If the picture goesto a fold , besure you stop the picture right on the fold and do not wrap it around...


If you can place trim marks and fold marks on your document that is even better, takes the guess work out of it for the printer.

You may want to see a finished proof before printing the card too...that's where you want to catch any mistakes...


JPEGS are for the internet, not printing...
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Old 02-02-2008, 04:20 PM
 
Location: on a dirt road in Waitsfield,Vermont
2,181 posts, read 4,106,138 times
Reputation: 1047
Yup...TIFF is the way to go. As far as the cropping problem just resize the image to the exact size of the card your printing it on. The easiest way is to simply crop the image to the size required by the card stock in photoshop instead of the printer having to crop to fit the image on the card which can end up with a crop that doesn't work for you.

You will find that working with a professional printer is many times better than when using automated printing systems of places like walmart. I'm sure you can email them the image and they will resize it for you within your specifications so it will work perfectly for you and you will receive many compliments on the final product.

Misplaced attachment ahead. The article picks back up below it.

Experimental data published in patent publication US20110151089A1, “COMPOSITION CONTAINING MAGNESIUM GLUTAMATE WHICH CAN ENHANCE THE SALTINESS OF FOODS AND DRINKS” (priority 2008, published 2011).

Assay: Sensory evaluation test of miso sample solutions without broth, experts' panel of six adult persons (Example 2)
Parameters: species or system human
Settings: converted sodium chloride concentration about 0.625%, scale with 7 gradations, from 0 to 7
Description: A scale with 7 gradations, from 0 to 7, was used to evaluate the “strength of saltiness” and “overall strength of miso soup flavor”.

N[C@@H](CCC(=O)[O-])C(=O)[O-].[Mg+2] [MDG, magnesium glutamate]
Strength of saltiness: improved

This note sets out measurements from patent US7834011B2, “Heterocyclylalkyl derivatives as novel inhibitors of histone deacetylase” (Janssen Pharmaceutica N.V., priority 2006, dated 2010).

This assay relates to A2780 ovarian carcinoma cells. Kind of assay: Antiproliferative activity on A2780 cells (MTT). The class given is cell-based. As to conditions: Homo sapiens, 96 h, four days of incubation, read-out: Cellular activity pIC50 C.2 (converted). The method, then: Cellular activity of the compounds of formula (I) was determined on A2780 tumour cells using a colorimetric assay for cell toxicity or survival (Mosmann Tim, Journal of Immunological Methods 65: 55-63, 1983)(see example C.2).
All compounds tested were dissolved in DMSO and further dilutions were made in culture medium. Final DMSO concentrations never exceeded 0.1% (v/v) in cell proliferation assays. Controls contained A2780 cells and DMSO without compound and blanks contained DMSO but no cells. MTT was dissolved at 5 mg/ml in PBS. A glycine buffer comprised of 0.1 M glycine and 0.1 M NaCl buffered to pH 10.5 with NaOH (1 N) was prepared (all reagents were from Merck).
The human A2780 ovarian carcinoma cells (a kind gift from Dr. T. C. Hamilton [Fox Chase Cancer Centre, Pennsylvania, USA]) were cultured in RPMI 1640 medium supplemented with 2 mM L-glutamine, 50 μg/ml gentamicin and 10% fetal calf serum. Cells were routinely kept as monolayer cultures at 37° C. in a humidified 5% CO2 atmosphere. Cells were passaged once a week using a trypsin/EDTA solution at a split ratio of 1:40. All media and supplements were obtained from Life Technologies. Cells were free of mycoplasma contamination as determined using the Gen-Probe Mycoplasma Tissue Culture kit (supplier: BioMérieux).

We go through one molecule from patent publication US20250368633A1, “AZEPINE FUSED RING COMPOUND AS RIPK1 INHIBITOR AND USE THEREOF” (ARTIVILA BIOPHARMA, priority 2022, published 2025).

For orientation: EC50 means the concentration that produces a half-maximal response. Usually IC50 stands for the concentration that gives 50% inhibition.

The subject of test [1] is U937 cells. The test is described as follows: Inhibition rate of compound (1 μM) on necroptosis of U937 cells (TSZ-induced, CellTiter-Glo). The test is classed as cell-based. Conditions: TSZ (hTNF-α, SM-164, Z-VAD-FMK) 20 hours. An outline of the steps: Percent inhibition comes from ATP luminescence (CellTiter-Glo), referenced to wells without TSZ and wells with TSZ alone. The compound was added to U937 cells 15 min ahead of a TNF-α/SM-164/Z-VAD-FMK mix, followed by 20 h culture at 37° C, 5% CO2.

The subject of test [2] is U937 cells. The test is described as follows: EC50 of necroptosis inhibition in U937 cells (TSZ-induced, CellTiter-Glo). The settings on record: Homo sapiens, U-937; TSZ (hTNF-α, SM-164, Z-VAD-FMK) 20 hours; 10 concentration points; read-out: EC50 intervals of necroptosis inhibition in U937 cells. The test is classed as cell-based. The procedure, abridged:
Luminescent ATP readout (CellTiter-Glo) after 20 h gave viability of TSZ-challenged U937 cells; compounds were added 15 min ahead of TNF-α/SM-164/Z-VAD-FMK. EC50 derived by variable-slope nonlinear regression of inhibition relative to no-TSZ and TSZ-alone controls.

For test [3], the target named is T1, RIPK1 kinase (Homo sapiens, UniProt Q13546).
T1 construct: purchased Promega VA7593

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Old 02-02-2008, 04:53 PM
 
1,392 posts, read 1,816,419 times
Reputation: 407
Quote:
Originally Posted by MRVphotog View Post
Yup...TIFF is the way to go. As far as the cropping problem just resize the image to the exact size of the card your printing it on. The easiest way is to simply crop the image to the size required by the card stock in photoshop instead of the printer having to crop to fit the image on the card which can end up with a crop that doesn't work for you.

You will find that working with a professional printer is many times better than when using automated printing systems of places like walmart. I'm sure you can email them the image and they will resize it for you within your specifications so it will work perfectly for you and you will receive many compliments on the final product.
She needs to place the TIFF in the doucment how she wants it including the bleeds she wants and send the orig scan with the document incase the printer needs to relink it...